Finding what works when ministering to single moms is like running a giant obstacle course for most of us women’s ministry leaders. The number of single moms is on the rise and is projected to continue to grow.
In an attempt to minister to single moms in my church, we had an epic fail. Two of the more experienced single moms in my church wanted to lead a single moms’ discipleship class on Sunday mornings. Not recognizing or understanding the harm of labeling from the single moms’ perspective, the class was named, “Single Mom’s Class.” Epic fail! No young woman wanted to be called out for being a single mom, the class name came across as saying “this is the class for misfit moms who have failed in some way.” Not what was intended!
How can we as women’s ministry leaders make an impact that truly helps single moms? There are several things we shouldn’t do balanced with a lot of what we can do.
Single moms are moms. Most single moms want to be included in women’s ministry activities as a woman rather being labeled as a single mom. Using labels that attempt to explain categories of single moms will send them running away from church (such as divorcees, unwed moms, etc.).
While having activities to help encourage and make single moms feel special is great, separating single moms at larger activities is seen as an attempt to isolate and condemn their status.
Judgmental attitudes (through words and actions) are hurtful to this group of women. Not all single moms have the same stories or the same circumstances. Recognizing single moms as individuals with individual needs is more encouraging.
With the population of single moms growing, it’s a large group to ignore, but it’s happening in many churches. As a church, recognizing the needs of the single mom is crucial to reaching her and her children.
1. Model boundaries.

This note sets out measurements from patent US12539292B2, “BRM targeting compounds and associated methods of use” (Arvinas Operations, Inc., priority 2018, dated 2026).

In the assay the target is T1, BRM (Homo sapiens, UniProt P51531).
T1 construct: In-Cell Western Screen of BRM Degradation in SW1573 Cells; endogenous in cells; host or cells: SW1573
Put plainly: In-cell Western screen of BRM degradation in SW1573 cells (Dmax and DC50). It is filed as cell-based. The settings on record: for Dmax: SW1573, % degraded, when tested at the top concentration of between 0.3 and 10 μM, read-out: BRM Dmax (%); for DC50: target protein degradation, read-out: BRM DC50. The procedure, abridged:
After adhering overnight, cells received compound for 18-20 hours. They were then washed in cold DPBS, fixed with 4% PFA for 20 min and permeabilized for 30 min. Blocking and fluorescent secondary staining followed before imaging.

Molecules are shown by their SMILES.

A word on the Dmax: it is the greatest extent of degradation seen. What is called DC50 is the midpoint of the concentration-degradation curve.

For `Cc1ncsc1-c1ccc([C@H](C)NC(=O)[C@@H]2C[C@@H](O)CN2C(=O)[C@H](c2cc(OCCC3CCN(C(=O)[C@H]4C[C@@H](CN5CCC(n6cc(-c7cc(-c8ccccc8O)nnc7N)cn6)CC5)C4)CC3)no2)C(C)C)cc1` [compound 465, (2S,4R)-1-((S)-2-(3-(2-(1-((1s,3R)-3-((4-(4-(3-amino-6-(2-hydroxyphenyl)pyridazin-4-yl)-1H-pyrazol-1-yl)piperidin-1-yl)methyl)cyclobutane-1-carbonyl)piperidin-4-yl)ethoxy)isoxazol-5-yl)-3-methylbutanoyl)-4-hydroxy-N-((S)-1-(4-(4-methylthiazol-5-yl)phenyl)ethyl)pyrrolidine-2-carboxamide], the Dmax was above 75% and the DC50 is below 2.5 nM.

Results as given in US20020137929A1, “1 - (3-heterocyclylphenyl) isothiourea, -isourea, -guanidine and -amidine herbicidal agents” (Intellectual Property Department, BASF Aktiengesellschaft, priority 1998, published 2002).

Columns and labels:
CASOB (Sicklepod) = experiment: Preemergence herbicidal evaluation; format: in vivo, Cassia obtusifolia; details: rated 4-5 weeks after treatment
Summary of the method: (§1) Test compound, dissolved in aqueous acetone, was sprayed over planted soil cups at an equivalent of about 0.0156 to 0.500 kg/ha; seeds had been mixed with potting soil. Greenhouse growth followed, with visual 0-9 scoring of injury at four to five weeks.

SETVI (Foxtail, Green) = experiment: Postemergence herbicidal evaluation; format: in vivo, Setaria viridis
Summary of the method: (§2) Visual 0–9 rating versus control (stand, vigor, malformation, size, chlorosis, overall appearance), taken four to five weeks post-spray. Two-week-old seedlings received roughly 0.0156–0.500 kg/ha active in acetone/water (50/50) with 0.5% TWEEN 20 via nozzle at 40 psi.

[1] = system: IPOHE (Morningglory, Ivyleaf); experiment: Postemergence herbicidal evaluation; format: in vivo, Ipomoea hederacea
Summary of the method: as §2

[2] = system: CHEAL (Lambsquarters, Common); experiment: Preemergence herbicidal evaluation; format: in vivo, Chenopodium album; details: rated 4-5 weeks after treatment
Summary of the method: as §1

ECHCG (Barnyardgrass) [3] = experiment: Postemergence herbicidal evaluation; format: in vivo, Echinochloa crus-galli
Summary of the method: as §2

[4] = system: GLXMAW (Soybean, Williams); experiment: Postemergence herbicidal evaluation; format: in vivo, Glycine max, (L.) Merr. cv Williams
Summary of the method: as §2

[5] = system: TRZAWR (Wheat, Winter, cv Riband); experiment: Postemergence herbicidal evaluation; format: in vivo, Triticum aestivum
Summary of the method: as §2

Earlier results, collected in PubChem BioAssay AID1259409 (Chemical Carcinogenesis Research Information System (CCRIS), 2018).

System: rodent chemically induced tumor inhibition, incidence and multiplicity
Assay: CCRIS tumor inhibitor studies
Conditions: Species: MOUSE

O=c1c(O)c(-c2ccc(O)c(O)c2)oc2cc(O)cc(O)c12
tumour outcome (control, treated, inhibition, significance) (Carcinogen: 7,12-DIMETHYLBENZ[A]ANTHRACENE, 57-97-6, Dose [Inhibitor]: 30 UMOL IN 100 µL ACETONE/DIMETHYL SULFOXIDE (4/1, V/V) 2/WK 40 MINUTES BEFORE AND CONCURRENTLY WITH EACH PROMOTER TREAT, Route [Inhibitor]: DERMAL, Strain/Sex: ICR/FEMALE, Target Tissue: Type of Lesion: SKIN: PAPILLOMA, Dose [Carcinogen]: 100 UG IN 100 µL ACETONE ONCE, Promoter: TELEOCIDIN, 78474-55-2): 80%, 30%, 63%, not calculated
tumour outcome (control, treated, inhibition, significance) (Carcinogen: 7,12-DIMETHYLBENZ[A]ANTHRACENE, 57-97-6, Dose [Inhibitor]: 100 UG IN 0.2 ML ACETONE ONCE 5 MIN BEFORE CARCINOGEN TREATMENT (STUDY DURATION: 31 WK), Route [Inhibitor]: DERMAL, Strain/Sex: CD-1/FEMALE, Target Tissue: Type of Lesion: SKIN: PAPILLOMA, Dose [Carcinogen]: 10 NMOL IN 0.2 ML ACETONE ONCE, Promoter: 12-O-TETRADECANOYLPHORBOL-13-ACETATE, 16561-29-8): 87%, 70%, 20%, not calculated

We cannot solve all of a single mom’s problems. But we can help. When we help within our limitations as we demonstrate healthy relationships.
2. Find resources.
There are resources available in every city and town. Weeding through all of the available resources to discover the best, most helpful ones is a great help to single moms.
Partnering a single mom with a prayer warrior will give her the courage to face each day.
- Always have childcare! Vouches for babysitters work great.
- Enlist the men’s help, such as a day of free automotive care. Nothing says love like a free oil change!
- Help with home repairs is always needed. Compile a list of reputable home repair companies. Give single moms an electronic and printed copy to have on hand when the need arises.
- Have a pamper day with free spa treatments, lunch or dinner at a nice restaurant, and plenty of free time for building relationships.
- My church is setting up a fund for single moms to be used for emergencies, education expenses, and other types of aid. The money for the fund will be raised through an annual golf tournament.
Ministering to single moms is a challenge, but with prayer and following the leadership of the Holy Spirit, we can successfully minister to this group of moms. Remember, a single mom is a mom, just like every mom with unique needs and circumstances.
Also remember: Wives of deployed military personnel also need special care and attention. These women are temporary single moms and face the challenge of missing their spouse and being in charge of the household. This group of moms needs loving on the same way we do for single moms.
Dr. Deb Douglas is the minister to women at First Baptist Church, Bossier City, La., and a Lifeway Ministry Multiplier, launched her first women’s Bible study at the age of 20. Her passion is encouraging and equipping women to serve. She is also a freelance writer and contributed to Transformed Lives: Taking Women’s Ministry to the Next Level, Revised & Expanded. Deb graduated from New Orleans Baptist Theological Seminary with a Masters of Arts of Christian Education/Women’s Ministry and a Doctor of Education in Ministry degree. She is the wife of Paul, mom of Jared and Katie, mother-in-law to Emily and Jacob, and grandmother to Caroline.